Four Halloween-themed activations from FMCG brands

Consumers are more willing than ever to spend their money on Halloween. According to the National Retail Foundation, total spending for Halloween is expected to reach $9 billion in the US in 2018. It appears the Brits are just as eager, too, with Mintel predicting we will shell out £419 million.

While it’s true that the event inspires a multitude of extra spending on food, drink, and other party-based purchases, Halloween is not just a flash-in-the-pan sales opportunity.

Due to its creative and highly immersive nature, it also provides a great opportunity for brands to create in-person events and experiences, designed to linger in the minds of consumers long after the fright has subsided and the drinks have been drunk.

So, with this in mind, let’s take a look at which FMCG brands have gone above and beyond for Halloween this year, and why these kinds of campaigns can be effective.

Fanta’s Twisted Carnival

According to Simon Harrison, the customer marketing director at Coca-Cola European Partners, “What Coca-Cola is to Christmas, Fanta is to Halloween.” As a result of this apparent association (presumably due to its orange flavour), Fanta has gone all out on its spook-themed campaign this year, launching a multi-million-pound marketing campaign – its biggest ever. It’s also launched two new flavours, ‘blood orange’ and ‘pink grapefruit zero’, which were decided by consumers on the back of an online competition involving influencers.

A key part of its campaign is its ‘Twisted Carnival’ events, in partnership with Merlin Entertainments. Found in Liverpool ONE, Westfield White City, and other select UK-based locations, it involves visitors being guided through creepy carnival tents, and met by a series of creepy characters (and frights) along the way.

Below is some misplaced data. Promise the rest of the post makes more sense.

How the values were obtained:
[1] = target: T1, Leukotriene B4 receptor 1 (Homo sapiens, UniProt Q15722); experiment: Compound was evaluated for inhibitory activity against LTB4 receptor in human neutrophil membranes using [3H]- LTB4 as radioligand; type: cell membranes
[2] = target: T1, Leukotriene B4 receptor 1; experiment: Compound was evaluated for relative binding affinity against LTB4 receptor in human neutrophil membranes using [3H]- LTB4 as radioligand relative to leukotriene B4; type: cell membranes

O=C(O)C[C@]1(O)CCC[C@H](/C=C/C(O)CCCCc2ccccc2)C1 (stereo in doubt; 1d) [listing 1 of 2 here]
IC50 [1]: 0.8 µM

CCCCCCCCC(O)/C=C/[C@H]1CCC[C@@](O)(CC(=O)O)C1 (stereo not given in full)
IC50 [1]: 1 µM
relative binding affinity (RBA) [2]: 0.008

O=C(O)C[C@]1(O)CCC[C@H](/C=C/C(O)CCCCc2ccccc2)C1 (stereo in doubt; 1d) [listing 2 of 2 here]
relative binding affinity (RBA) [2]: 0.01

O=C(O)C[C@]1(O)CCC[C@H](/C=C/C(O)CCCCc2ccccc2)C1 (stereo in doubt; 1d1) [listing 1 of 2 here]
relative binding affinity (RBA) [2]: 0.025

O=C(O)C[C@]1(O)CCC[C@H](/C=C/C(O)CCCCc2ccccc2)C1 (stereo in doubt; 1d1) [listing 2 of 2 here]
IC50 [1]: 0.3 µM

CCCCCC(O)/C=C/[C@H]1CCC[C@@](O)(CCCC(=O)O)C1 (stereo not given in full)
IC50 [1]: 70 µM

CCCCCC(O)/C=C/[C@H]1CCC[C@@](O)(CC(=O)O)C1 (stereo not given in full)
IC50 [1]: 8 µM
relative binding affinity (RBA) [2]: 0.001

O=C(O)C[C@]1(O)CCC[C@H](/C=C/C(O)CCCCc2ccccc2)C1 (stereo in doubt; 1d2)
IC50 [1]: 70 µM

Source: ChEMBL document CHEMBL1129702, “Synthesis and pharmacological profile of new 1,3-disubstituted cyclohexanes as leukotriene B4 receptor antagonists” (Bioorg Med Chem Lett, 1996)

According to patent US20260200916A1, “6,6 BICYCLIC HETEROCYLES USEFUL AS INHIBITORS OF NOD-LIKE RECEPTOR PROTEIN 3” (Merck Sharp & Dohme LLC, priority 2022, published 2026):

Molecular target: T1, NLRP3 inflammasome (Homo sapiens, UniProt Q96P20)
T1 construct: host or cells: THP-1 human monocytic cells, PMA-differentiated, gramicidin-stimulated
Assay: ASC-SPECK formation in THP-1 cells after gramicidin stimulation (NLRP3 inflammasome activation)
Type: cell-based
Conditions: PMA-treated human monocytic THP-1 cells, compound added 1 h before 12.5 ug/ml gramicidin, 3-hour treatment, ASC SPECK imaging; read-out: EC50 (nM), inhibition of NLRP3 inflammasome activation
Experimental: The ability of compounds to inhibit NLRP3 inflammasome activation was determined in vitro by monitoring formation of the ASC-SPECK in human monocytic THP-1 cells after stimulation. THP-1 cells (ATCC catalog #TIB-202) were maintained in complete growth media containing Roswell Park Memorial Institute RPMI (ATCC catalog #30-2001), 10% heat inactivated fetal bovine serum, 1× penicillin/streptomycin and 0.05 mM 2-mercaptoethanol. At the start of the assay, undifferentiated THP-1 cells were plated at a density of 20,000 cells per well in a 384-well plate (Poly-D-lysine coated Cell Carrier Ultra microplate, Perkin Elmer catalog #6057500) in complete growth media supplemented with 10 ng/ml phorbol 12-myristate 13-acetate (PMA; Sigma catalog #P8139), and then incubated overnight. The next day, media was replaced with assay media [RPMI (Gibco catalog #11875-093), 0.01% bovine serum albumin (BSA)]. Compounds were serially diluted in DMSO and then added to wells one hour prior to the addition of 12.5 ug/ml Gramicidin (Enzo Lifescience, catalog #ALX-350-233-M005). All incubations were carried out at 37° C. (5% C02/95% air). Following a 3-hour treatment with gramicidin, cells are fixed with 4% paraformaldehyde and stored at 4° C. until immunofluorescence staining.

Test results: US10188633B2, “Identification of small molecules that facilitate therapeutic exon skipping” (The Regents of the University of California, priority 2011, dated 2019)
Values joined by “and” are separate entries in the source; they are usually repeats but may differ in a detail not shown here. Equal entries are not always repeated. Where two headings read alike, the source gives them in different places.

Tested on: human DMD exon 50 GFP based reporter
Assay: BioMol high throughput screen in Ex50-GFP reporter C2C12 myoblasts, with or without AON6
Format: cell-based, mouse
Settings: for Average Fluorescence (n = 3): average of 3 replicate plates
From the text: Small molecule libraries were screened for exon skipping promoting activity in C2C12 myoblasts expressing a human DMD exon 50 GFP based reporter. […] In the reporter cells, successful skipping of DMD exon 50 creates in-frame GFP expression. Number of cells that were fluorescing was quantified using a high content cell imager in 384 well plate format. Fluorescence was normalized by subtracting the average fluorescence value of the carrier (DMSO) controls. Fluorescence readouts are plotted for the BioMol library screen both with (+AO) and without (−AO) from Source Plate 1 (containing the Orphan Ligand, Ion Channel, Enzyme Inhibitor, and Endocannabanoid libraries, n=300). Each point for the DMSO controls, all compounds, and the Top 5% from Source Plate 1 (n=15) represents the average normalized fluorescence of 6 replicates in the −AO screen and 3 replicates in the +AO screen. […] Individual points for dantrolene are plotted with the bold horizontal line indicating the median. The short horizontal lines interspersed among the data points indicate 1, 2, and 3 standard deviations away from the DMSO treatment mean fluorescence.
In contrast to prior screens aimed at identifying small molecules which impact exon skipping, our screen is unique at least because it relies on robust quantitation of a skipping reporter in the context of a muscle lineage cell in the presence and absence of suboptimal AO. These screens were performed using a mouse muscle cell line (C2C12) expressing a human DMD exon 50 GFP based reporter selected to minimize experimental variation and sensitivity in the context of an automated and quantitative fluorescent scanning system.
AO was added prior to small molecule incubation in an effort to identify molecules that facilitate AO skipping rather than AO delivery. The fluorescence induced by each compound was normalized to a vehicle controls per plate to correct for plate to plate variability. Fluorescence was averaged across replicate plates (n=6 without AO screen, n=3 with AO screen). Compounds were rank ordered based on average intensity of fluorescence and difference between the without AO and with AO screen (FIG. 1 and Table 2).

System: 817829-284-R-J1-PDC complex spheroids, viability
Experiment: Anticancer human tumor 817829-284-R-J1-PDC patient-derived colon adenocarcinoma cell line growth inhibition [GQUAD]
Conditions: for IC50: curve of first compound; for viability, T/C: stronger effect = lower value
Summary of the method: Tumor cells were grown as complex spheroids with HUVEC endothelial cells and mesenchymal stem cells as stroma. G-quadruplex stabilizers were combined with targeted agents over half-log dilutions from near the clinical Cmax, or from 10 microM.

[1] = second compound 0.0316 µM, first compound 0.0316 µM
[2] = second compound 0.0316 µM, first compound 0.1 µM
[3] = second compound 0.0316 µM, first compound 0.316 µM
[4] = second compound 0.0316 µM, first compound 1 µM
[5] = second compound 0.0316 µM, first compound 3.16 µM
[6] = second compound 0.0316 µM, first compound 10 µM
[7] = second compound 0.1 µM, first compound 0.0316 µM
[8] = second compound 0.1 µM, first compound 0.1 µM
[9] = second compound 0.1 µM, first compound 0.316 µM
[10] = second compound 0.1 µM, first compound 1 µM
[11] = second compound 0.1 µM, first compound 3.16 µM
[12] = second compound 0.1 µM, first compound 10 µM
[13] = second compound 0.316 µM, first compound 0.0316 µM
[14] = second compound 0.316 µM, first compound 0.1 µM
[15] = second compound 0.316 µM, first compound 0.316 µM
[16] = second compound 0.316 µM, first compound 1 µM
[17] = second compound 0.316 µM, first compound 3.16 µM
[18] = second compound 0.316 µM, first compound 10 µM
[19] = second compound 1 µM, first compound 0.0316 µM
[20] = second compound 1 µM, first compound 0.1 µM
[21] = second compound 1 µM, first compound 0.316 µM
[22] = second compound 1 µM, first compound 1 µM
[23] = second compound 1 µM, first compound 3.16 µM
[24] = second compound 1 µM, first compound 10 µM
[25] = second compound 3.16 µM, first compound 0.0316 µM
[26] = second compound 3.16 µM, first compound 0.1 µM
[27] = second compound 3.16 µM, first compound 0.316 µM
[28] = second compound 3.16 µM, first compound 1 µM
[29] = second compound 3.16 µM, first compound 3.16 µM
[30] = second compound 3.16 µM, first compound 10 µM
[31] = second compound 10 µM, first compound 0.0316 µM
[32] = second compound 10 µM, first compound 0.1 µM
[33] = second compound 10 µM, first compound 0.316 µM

Essentially, it is a scary Halloween-themed ride, but one that happens to be free and located in shopping malls and other easy-access locations. You might not expect it to be anything too impressive in this context, however the reviews so far have been consistently good, commenting on its high quality nature (and very scary impact).

Another impressive element is how it has been promoted. In the run up to the tour, a ghoulish lady was spotted on London’s tube, testing out her chilling prosthetics on unsuspecting commuters.

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With its simple yet powerful concept – plus a whole host of clever social content to spread the word – Fanta has certainly furthered its reputation as a brand to associate with Halloween.

Friexenet’s spooky makeovers

Cava producer Friexenet is not a brand you’d naturally think of at Halloween (or maybe all that much in general), but this year, it’s hoping to ramp up visibility in the UK with a clever partnership with hairstyling salon, Duck and Dry.

Over three nights, Freixenet is taking over Duck & Dry’s Oxford Circus salon to offer free Halloween-inspired hair and make-up looks to customers (who are heading on to Halloween parties and other such events). Participants can choose a ‘Day of the Dead’ look, or to be made over as Dolores from Westworld or Blake Lively in A Simple Favour. The service, which customers must pre-book to redeem, also comes with two free glasses of Friexenet Cordon Negro.